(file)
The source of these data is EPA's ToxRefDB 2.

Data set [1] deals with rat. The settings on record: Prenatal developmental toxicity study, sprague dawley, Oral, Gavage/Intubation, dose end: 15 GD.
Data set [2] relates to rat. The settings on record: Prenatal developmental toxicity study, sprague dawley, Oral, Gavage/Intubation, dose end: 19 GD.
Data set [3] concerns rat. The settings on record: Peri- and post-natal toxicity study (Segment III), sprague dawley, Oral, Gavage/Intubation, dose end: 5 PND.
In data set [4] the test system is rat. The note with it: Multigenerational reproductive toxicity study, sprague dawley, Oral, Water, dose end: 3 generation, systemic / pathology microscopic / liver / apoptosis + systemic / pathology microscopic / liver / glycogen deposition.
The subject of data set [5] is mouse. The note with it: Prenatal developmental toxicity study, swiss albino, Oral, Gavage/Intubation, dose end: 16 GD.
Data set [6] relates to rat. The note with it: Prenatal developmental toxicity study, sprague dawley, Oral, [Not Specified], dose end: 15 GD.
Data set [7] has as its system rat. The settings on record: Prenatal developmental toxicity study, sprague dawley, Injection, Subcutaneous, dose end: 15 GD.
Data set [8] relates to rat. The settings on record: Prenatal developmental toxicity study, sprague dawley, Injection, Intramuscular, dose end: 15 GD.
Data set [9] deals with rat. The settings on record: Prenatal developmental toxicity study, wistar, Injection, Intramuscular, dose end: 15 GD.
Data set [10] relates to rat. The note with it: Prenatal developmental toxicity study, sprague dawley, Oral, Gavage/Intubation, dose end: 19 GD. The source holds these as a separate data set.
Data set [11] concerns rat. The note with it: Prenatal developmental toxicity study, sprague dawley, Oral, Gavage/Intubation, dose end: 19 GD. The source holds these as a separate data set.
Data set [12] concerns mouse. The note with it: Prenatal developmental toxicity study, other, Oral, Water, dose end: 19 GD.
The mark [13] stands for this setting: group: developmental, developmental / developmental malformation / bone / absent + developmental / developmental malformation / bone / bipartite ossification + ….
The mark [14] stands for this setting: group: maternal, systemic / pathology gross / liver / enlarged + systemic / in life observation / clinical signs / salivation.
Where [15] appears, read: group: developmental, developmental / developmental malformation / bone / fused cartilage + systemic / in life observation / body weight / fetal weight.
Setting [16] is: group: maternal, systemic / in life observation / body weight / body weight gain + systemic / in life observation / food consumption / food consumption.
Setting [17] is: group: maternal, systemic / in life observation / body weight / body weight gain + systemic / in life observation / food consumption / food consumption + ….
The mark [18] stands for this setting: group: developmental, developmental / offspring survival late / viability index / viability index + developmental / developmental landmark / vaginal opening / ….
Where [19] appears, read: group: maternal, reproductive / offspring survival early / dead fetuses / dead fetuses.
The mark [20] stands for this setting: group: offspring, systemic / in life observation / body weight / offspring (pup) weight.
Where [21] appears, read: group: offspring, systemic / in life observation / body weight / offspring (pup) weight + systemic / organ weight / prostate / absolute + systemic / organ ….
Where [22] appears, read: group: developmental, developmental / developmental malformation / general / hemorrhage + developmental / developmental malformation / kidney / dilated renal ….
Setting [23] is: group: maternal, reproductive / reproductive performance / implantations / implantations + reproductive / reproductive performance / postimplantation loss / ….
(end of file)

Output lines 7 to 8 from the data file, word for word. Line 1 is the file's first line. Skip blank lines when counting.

Data set [6] relates to rat. The note with it: Prenatal developmental toxicity study, sprague dawley, Oral, [Not Specified], dose end: 15 GD.
Data set [7] has as its system rat. The settings on record: Prenatal developmental toxicity study, sprague dawley, Injection, Subcutaneous, dose end: 15 GD.